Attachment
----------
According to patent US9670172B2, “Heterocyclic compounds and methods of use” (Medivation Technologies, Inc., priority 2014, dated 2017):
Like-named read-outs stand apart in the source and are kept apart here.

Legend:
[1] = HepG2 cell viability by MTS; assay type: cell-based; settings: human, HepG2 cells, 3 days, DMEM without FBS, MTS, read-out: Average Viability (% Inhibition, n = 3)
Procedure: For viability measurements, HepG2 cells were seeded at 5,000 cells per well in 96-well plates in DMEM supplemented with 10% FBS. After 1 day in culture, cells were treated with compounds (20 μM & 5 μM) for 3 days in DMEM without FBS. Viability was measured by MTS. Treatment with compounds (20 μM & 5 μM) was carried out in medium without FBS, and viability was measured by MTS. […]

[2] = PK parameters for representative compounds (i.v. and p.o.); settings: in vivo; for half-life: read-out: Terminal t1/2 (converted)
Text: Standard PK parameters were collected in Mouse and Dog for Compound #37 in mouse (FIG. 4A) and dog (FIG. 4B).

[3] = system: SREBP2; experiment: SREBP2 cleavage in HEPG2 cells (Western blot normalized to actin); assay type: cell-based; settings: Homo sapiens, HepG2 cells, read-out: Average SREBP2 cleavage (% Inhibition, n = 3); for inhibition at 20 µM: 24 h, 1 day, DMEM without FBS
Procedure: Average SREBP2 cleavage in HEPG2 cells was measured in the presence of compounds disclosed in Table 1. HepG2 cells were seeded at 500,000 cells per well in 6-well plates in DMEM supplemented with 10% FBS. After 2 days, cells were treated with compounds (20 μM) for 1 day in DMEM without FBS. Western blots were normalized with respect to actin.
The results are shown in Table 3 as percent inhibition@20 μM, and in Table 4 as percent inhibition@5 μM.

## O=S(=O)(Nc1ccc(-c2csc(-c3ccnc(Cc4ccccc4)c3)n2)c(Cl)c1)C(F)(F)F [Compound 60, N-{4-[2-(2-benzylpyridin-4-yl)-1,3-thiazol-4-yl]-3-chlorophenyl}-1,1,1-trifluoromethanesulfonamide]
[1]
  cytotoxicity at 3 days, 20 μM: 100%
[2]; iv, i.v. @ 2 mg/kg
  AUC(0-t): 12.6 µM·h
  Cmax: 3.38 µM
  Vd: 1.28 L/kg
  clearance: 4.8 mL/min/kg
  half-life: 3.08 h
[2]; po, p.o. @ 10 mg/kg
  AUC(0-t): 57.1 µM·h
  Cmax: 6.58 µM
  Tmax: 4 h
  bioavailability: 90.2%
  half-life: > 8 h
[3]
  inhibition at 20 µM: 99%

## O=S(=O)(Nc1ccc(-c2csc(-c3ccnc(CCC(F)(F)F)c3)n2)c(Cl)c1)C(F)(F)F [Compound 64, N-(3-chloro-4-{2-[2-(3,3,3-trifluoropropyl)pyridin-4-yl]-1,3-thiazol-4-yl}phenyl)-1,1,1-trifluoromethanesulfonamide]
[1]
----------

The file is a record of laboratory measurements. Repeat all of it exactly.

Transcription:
According to patent US9670172B2, “Heterocyclic compounds and methods of use” (Medivation Technologies, Inc., priority 2014, dated 2017):
Like-named read-outs stand apart in the source and are kept apart here.

Legend:
[1] = HepG2 cell viability by MTS; assay type: cell-based; settings: human, HepG2 cells, 3 days, DMEM without FBS, MTS, read-out: Average Viability (% Inhibition, n = 3)
Procedure: For viability measurements, HepG2 cells were seeded at 5,000 cells per well in 96-well plates in DMEM supplemented with 10% FBS. After 1 day in culture, cells were treated with compounds (20 μM & 5 μM) for 3 days in DMEM without FBS. Viability was measured by MTS. Treatment with compounds (20 μM & 5 μM) was carried out in medium without FBS, and viability was measured by MTS. […]

[2] = PK parameters for representative compounds (i.v. and p.o.); settings: in vivo; for half-life: read-out: Terminal t1/2 (converted)
Text: Standard PK parameters were collected in Mouse and Dog for Compound #37 in mouse (FIG. 4A) and dog (FIG. 4B).

[3] = system: SREBP2; experiment: SREBP2 cleavage in HEPG2 cells (Western blot normalized to actin); assay type: cell-based; settings: Homo sapiens, HepG2 cells, read-out: Average SREBP2 cleavage (% Inhibition, n = 3); for inhibition at 20 µM: 24 h, 1 day, DMEM without FBS
Procedure: Average SREBP2 cleavage in HEPG2 cells was measured in the presence of compounds disclosed in Table 1. HepG2 cells were seeded at 500,000 cells per well in 6-well plates in DMEM supplemented with 10% FBS. After 2 days, cells were treated with compounds (20 μM) for 1 day in DMEM without FBS. Western blots were normalized with respect to actin.
The results are shown in Table 3 as percent inhibition@20 μM, and in Table 4 as percent inhibition@5 μM.

## O=S(=O)(Nc1ccc(-c2csc(-c3ccnc(Cc4ccccc4)c3)n2)c(Cl)c1)C(F)(F)F [Compound 60, N-{4-[2-(2-benzylpyridin-4-yl)-1,3-thiazol-4-yl]-3-chlorophenyl}-1,1,1-trifluoromethanesulfonamide]
[1]
  cytotoxicity at 3 days, 20 μM: 100%
[2]; iv, i.v. @ 2 mg/kg
  AUC(0-t): 12.6 µM·h
  Cmax: 3.38 µM
  Vd: 1.28 L/kg
  clearance: 4.8 mL/min/kg
  half-life: 3.08 h
[2]; po, p.o. @ 10 mg/kg
  AUC(0-t): 57.1 µM·h
  Cmax: 6.58 µM
  Tmax: 4 h
  bioavailability: 90.2%
  half-life: > 8 h
[3]
  inhibition at 20 µM: 99%

## O=S(=O)(Nc1ccc(-c2csc(-c3ccnc(CCC(F)(F)F)c3)n2)c(Cl)c1)C(F)(F)F [Compound 64, N-(3-chloro-4-{2-[2-(3,3,3-trifluoropropyl)pyridin-4-yl]-1,3-thiazol-4-yl}phenyl)-1,1,1-trifluoromethanesulfonamide]
[1]